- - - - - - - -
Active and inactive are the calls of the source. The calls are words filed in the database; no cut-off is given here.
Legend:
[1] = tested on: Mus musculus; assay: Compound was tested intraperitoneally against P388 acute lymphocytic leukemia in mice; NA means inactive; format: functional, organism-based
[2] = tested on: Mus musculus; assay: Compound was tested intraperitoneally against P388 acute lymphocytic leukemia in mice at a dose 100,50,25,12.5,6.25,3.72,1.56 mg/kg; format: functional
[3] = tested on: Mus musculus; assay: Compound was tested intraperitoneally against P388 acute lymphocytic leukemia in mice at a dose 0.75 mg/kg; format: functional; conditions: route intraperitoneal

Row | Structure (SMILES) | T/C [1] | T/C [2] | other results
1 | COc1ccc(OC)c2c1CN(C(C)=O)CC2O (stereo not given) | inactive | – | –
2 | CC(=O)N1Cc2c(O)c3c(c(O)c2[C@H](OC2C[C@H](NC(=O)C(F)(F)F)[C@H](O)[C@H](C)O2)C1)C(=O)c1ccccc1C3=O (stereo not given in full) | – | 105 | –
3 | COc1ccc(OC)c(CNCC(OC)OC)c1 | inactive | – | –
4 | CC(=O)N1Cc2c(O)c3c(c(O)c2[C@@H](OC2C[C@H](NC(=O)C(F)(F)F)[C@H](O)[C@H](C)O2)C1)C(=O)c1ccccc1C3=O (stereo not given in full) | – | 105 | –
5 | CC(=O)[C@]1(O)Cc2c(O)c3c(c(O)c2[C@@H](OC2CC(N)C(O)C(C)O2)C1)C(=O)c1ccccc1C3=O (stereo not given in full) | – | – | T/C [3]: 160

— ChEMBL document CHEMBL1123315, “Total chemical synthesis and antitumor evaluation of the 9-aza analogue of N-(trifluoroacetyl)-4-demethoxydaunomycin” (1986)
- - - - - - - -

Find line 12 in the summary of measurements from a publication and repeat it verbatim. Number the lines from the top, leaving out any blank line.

— ChEMBL document CHEMBL1123315, “Total chemical synthesis and antitumor evaluation of the 9-aza analogue of N-(trifluoroacetyl)-4-demethoxydaunomycin” (1986)